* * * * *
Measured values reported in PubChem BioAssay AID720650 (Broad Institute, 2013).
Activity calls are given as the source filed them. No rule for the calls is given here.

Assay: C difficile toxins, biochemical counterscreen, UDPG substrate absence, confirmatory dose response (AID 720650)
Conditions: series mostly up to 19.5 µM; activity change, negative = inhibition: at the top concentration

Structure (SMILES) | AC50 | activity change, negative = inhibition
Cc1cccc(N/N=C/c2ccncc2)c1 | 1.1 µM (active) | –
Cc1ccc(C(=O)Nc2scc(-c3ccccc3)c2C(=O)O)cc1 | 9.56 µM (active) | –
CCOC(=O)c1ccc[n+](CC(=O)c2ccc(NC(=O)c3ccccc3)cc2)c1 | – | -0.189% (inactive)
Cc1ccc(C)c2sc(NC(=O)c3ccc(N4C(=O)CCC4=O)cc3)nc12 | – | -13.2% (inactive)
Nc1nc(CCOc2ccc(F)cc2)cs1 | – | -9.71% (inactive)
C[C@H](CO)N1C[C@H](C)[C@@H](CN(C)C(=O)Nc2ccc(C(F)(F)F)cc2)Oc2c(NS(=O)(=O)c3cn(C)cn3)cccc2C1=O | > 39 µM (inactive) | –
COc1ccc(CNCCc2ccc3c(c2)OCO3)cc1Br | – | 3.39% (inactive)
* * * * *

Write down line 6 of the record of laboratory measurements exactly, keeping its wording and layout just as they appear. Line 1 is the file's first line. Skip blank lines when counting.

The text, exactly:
Cc1cccc(N/N=C/c2ccncc2)c1 | 1.1 µM (active) | –